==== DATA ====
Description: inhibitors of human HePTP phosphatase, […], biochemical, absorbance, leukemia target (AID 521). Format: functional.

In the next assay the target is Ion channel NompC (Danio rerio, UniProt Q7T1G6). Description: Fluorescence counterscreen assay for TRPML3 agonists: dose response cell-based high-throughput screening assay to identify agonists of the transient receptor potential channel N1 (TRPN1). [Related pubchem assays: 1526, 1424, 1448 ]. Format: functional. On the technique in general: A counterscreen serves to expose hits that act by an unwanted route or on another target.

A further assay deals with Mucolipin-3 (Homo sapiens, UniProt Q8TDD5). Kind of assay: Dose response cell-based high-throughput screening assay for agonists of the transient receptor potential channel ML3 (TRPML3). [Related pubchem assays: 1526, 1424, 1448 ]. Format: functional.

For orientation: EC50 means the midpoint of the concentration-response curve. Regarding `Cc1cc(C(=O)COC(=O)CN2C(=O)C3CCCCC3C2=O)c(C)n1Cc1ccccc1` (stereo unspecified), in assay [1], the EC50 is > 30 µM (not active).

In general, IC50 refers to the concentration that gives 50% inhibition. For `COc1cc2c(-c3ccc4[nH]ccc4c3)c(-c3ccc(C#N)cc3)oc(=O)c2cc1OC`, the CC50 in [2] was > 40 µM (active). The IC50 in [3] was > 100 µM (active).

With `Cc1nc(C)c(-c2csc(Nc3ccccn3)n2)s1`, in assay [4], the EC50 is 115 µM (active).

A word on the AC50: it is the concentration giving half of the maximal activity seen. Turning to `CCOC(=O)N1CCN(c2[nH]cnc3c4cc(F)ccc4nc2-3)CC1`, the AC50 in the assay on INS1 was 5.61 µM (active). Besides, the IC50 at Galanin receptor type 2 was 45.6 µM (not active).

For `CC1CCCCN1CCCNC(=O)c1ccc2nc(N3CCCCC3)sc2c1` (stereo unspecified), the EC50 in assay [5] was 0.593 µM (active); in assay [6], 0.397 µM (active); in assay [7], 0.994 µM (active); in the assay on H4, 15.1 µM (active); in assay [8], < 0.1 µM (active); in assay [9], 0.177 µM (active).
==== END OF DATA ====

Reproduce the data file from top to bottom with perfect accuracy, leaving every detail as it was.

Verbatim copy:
Description: inhibitors of human HePTP phosphatase, […], biochemical, absorbance, leukemia target (AID 521). Format: functional.

In the next assay the target is Ion channel NompC (Danio rerio, UniProt Q7T1G6). Description: Fluorescence counterscreen assay for TRPML3 agonists: dose response cell-based high-throughput screening assay to identify agonists of the transient receptor potential channel N1 (TRPN1). [Related pubchem assays: 1526, 1424, 1448 ]. Format: functional. On the technique in general: A counterscreen serves to expose hits that act by an unwanted route or on another target.

A further assay deals with Mucolipin-3 (Homo sapiens, UniProt Q8TDD5). Kind of assay: Dose response cell-based high-throughput screening assay for agonists of the transient receptor potential channel ML3 (TRPML3). [Related pubchem assays: 1526, 1424, 1448 ]. Format: functional.

For orientation: EC50 means the midpoint of the concentration-response curve. Regarding `Cc1cc(C(=O)COC(=O)CN2C(=O)C3CCCCC3C2=O)c(C)n1Cc1ccccc1` (stereo unspecified), in assay [1], the EC50 is > 30 µM (not active).

In general, IC50 refers to the concentration that gives 50% inhibition. For `COc1cc2c(-c3ccc4[nH]ccc4c3)c(-c3ccc(C#N)cc3)oc(=O)c2cc1OC`, the CC50 in [2] was > 40 µM (active). The IC50 in [3] was > 100 µM (active).

With `Cc1nc(C)c(-c2csc(Nc3ccccn3)n2)s1`, in assay [4], the EC50 is 115 µM (active).

A word on the AC50: it is the concentration giving half of the maximal activity seen. Turning to `CCOC(=O)N1CCN(c2[nH]cnc3c4cc(F)ccc4nc2-3)CC1`, the AC50 in the assay on INS1 was 5.61 µM (active). Besides, the IC50 at Galanin receptor type 2 was 45.6 µM (not active).

For `CC1CCCCN1CCCNC(=O)c1ccc2nc(N3CCCCC3)sc2c1` (stereo unspecified), the EC50 in assay [5] was 0.593 µM (active); in assay [6], 0.397 µM (active); in assay [7], 0.994 µM (active); in the assay on H4, 15.1 µM (active); in assay [8], < 0.1 µM (active); in assay [9], 0.177 µM (active).